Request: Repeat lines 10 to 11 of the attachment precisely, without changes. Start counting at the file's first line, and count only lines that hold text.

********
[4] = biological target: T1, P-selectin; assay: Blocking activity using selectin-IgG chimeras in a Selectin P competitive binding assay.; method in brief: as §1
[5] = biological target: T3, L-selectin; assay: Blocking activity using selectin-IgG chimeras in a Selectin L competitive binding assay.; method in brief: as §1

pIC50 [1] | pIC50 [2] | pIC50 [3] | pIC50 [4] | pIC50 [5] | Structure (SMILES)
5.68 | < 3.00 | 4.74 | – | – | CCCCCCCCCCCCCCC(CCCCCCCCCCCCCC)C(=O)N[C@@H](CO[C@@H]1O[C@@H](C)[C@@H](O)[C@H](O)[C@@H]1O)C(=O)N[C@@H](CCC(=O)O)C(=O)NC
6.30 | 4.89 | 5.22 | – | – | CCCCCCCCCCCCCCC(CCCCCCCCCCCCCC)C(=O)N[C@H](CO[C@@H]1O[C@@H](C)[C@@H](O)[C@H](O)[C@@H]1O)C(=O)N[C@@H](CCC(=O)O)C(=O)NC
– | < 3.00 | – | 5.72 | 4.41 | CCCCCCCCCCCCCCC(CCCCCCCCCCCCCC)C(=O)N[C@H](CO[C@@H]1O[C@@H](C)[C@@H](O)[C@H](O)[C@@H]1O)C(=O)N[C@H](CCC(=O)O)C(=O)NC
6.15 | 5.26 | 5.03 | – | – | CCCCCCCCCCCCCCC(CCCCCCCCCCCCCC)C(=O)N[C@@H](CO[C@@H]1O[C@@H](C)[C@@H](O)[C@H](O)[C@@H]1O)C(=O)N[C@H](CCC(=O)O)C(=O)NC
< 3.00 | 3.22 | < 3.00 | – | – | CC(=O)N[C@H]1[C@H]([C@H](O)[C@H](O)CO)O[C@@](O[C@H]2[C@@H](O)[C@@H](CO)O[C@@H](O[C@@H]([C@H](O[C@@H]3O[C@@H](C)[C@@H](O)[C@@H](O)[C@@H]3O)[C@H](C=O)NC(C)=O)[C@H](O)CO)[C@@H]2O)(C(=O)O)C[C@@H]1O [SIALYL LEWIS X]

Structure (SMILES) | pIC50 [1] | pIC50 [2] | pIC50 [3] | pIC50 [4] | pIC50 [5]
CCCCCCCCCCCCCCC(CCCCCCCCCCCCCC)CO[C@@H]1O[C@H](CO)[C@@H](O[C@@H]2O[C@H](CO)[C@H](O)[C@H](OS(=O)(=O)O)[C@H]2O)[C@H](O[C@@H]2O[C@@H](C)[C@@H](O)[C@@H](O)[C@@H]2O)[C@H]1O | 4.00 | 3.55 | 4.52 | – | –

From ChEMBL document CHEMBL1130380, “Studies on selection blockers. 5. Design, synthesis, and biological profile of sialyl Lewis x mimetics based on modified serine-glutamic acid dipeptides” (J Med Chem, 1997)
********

CCCCCCCCCCCCCCC(CCCCCCCCCCCCCC)CO[C@@H]1O[C@H](CO)[C@@H](O[C@@H]2O[C@H](CO)[C@H](O)[C@H](OS(=O)(=O)O)[C@H]2O)[C@H](O[C@@H]2O[C@@H](C)[C@@H](O)[C@@H](O)[C@@H]2O)[C@H]1O | 4.00 | 3.55 | 4.52 | – | –

From ChEMBL document CHEMBL1130380, “Studies on selection blockers. 5. Design, synthesis, and biological profile of sialyl Lewis x mimetics based on modified serine-glutamic acid dipeptides” (J Med Chem, 1997)